For her part, she takes this seriously. I can see her weighing it in her mind, studying each of us in turn. She settles on me. “Did he make you?” There’s a shimmer around her head as if her skin is giving off a lot of heat. Much like I do when I hold heat just shy of glowing. “Answer truthfully.”

The words bubble up to my mouth. But I don’t want to speak, I don’t want to say anything at all.

The shimmer around Sal’s head sparks. Copper fire blooms around her head. Neither Linear nor Remise react to the flames, so either they’ve seen it before, or they can’t see it at all. I divert my thoughts from the answer she wants, even though it should be obvious. “You’re coppersouled.”

Sal’s eyebrows lift, ever so slightly. I’ve surprised her. Actually, I’ve surprised myself. Maybe Epione’s empath training is working, or maybe it’s some leftover symptom of my bond with the Fear.

“You’re very strong,” Sal says. “Yes. I’m coppersouled. I’ve known this for longer than you’ve known about the Affect. A truth for a truth, Gabe. Did he make you?”

A truth for a truth I find fair. “He did. How long have you know about the Affect?”

“For some time. Less than five years. We’ve an empath, as I understand you have one, too,” Sal says. “Though I’d be very interested to meet yours.”

I don’t let on that I’m developing some minor empathic sensing myself. “That might be possible, but I’ve no idea where we stand with you. We want to work together.”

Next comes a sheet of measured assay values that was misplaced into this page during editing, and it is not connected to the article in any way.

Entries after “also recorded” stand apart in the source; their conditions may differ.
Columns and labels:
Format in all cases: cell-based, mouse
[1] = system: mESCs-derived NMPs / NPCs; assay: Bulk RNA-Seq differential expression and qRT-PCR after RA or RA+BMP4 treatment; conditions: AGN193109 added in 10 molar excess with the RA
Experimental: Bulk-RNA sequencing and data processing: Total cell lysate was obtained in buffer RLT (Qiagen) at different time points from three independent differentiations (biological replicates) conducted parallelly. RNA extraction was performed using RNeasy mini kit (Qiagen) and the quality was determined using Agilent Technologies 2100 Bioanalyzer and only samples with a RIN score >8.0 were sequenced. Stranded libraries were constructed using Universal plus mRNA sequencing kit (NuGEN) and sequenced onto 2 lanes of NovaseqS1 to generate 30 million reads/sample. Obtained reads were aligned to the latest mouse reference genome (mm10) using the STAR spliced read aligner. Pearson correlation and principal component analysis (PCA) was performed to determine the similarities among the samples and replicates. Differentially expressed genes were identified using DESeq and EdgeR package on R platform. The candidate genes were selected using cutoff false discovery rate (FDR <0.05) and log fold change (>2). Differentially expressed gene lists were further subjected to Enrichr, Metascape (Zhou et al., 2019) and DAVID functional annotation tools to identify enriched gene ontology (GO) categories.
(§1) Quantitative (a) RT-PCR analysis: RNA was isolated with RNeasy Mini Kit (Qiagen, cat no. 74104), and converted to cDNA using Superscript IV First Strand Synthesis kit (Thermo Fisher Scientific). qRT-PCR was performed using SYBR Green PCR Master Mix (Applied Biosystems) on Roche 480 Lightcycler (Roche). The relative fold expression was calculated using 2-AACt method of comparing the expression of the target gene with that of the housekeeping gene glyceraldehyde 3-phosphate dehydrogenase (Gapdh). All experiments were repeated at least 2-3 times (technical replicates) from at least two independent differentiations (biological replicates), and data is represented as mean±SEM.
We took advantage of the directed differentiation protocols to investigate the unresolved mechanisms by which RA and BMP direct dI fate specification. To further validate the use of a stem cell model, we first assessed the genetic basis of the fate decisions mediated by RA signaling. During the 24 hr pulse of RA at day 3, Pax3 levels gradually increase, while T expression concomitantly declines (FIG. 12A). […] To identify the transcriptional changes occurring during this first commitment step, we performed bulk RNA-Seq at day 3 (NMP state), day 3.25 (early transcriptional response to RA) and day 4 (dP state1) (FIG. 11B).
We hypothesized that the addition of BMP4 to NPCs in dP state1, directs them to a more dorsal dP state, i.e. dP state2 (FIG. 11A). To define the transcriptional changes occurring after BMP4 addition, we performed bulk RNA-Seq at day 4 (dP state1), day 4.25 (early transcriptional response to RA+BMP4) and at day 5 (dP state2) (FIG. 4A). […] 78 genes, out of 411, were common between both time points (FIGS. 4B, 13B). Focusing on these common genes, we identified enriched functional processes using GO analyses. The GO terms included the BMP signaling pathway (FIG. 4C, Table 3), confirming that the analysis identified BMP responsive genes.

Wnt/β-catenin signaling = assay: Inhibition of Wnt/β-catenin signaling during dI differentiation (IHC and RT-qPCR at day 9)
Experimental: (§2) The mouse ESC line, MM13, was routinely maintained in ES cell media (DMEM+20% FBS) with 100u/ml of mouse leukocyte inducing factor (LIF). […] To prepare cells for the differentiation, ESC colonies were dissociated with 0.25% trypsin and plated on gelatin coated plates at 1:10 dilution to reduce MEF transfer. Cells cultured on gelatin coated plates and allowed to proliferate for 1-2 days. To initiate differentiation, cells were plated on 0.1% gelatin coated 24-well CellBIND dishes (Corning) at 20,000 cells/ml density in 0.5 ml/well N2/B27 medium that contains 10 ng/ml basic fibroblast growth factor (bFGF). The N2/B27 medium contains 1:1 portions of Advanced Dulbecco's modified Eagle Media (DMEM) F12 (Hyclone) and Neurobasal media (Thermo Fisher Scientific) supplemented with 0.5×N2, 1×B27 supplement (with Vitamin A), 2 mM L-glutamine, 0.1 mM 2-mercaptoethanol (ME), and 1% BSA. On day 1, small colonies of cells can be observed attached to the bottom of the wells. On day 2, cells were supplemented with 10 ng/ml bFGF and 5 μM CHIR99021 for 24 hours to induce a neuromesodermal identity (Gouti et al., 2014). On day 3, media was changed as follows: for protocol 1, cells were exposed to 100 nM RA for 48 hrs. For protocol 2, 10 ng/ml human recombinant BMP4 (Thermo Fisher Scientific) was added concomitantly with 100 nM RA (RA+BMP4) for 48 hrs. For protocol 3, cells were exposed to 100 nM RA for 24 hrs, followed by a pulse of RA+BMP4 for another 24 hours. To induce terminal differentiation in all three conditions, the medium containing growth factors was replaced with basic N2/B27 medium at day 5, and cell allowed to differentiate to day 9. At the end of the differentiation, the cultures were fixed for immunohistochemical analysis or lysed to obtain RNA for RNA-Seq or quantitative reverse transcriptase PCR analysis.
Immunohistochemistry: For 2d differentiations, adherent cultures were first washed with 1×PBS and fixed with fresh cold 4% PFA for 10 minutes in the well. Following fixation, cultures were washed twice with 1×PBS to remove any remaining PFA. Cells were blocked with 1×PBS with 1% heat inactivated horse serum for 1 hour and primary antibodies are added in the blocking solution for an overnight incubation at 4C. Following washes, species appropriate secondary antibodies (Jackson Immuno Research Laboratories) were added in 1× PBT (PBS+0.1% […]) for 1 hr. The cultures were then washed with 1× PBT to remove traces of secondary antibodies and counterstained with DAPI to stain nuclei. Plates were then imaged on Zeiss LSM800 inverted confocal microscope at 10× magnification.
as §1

“And you didn’t with India?” Sal asks. The question stings and it’s clear she meant it to hurt from her glare. “I’m the one who should be wondering about allegiances. India has denounced you. The U.S. is hostile to you. I’ve got too many concerns to be dragged into that mess.”

“But you agree Doppelganger’s a threat?” Linear asks.

“I do,” Sal concedes, slowly, carefully. “Which is why I’ll allow you to investigate his property. You get one shot and you’ll be accompanied by myself and Sir Tischer.”

“Where’s the leader of the Thistles?” Remise asks.

“There isn’t one as of this moment. The position is vacant. I wasn’t kidding when I said I have larger concerns. You’re familiar with the the Justicar group?”

Remise snorts. “Still a thorn in your ass, huh?”

“To this day,” Sal says. “If you’d not abandoned us—”

Remise scowls but does not interrupt.

“—maybe they’d be dealt with.”

The Justicars are some kind of freedom group, angry over the surveillance. I know bits and details but they’re known to attack ORDERS capes and officials.

“And there’s still Russia to deal with,” Sal says. “And since you’ve been kind enough to tell me about Doppelganger, I’ll give you another truth, if we can come to an agreement. If you want more than what I’m giving you now.”

“What kind of agreement?” Linear asks.

“The kind that benefits us both. Remise returns to Scotland as the head of the Order of Thistles, knighted as Dame Jamie Hunter. You grant one of my representatives a seat on the table of New Foundation, and enjoy an alliance with the EK.” Sal leans back into her chair with a smirk and a glance at me. She knows I’m the spirit behind the Inheritors, even if Linear is one of the top leaders, and Linear won’t make that call if I don’t like it. She’s observant.